ILA/ACRL Home Page: The Creation and Development of an ACRL State Chapter Website

Chris Neuhaus and Barbara Allen

I. Introduction

The Iowa chapter of the Association of College & Research Libraries (ILA/ACRL), rooted both in the Iowa Library Association (ILA) and in ACRL, has a long tradition of active, forward-looking involvement of its members. The association organizes an annual conference in the spring, sponsors sessions at ILA’s fall conference, and publishes a newsletter three times a year as well as an annual directory of Iowa academic and research libraries.

In executive board and planning meetings in 1994 and 1995 the need for development of an electronic communications means was stated, but none came to fruition during that time span. In the meantime, the creation of Internet Web sites had become a tool used more and more frequently within the library world to serve communication and many other purposes. In January of 1996, Bob Rose – University of Northern Iowa, then president of ILA/ACRL, established the ILA/ACRL Ad Hoc Web Committee. This committee was composed of Barbara Allen (Chair) – University of Northern Iowa, Shaw Yu – University of Northern Iowa, and Sandra Ballasch – University of Iowa.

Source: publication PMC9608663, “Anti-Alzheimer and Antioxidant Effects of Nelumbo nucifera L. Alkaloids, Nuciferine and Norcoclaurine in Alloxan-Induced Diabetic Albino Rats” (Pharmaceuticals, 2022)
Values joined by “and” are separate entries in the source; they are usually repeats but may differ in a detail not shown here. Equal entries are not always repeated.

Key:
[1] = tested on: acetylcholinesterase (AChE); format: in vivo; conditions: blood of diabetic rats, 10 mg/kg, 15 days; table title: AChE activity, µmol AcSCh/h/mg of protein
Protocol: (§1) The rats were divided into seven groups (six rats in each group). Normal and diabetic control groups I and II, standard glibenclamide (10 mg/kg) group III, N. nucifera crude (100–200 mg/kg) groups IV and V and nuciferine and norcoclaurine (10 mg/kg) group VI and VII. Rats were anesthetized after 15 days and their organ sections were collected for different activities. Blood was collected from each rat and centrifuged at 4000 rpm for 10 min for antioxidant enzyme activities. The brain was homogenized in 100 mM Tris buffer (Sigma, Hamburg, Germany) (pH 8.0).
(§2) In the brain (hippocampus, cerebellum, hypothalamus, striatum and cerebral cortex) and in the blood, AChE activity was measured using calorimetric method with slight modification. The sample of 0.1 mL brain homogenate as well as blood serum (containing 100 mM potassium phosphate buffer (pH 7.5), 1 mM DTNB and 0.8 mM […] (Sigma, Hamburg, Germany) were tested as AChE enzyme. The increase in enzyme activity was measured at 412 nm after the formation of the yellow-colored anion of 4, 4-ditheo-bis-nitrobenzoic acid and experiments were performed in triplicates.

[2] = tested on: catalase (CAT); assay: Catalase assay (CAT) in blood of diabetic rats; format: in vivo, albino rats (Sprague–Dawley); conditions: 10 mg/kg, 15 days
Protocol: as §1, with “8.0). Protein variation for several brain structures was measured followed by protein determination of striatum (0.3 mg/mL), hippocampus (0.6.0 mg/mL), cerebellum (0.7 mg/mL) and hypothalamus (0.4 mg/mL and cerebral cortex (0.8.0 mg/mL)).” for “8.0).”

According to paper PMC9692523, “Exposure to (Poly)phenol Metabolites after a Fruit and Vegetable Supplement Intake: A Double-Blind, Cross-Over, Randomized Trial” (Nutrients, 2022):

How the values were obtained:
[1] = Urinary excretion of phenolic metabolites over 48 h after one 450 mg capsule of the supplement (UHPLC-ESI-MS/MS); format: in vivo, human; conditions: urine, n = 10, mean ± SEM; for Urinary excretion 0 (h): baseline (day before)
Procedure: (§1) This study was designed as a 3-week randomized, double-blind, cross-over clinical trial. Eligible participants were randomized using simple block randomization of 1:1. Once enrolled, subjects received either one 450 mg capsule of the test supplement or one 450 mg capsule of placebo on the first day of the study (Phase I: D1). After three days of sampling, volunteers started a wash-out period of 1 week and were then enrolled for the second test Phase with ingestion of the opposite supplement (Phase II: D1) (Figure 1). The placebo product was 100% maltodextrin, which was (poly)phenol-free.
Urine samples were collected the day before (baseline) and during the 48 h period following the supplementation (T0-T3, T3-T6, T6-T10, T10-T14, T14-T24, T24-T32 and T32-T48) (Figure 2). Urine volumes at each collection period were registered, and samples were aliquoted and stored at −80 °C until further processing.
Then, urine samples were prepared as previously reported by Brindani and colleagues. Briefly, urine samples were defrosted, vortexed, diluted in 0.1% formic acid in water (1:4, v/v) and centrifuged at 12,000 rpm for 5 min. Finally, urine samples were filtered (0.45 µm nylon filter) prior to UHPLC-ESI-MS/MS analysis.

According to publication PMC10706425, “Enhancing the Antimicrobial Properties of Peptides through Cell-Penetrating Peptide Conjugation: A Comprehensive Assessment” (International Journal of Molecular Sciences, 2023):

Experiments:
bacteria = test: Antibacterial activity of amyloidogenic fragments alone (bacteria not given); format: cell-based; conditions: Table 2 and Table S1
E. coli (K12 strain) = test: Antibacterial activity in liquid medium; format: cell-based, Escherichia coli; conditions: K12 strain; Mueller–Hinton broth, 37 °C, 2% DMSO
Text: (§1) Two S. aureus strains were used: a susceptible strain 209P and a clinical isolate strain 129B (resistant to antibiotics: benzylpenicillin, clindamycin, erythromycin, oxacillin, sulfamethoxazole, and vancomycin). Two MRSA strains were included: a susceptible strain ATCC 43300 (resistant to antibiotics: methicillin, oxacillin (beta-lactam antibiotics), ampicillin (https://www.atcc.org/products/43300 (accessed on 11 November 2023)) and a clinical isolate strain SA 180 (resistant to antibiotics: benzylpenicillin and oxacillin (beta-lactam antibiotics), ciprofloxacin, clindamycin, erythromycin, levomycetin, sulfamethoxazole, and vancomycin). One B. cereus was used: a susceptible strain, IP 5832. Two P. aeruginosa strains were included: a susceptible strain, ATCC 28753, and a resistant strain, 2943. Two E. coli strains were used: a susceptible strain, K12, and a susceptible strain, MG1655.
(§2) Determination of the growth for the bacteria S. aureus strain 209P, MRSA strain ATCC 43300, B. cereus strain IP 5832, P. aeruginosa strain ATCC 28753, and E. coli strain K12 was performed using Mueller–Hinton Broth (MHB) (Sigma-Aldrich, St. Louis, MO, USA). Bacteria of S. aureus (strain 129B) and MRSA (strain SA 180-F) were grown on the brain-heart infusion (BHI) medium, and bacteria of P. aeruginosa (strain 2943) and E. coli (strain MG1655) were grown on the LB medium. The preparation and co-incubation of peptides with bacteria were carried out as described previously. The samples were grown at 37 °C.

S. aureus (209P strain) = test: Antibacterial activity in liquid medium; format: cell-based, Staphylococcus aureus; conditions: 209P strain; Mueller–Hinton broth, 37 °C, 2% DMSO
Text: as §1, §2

A site for the ILA/ACRL home page was created on the backbone of the University of Northern Iowa’s computer system. The URL for this site is: http://www.iren.net/acrl. The site was quickly established by using readily available picture files (book and globe) and a “Welcome to the ILA/ACRL Home Page” headline. A sign “Under Construction” reminded the visitor that this site was still in its infancy.

In February of 1996 Barbara Allen, the chair of the Ad Hoc Committee, recommended and the Executive Board approved that the newly created site include the following information and links:

  • Iowa Academic and Research Libraries Directory
  • News
  • Current Announcements
  • ILA/ACRL Newsletters